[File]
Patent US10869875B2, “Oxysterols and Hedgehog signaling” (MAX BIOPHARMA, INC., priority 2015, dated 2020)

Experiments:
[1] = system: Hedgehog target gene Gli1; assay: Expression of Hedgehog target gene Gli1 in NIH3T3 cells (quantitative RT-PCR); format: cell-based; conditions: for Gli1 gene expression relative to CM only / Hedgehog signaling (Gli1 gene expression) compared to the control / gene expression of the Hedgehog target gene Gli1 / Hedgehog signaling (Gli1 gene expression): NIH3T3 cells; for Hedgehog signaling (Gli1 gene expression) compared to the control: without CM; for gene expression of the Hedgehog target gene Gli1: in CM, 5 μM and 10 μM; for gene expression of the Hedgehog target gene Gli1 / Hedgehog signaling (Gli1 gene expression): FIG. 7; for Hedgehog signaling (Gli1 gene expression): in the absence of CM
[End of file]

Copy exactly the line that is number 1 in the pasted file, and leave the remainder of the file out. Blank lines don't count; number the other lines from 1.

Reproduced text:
Patent US10869875B2, “Oxysterols and Hedgehog signaling” (MAX BIOPHARMA, INC., priority 2015, dated 2020)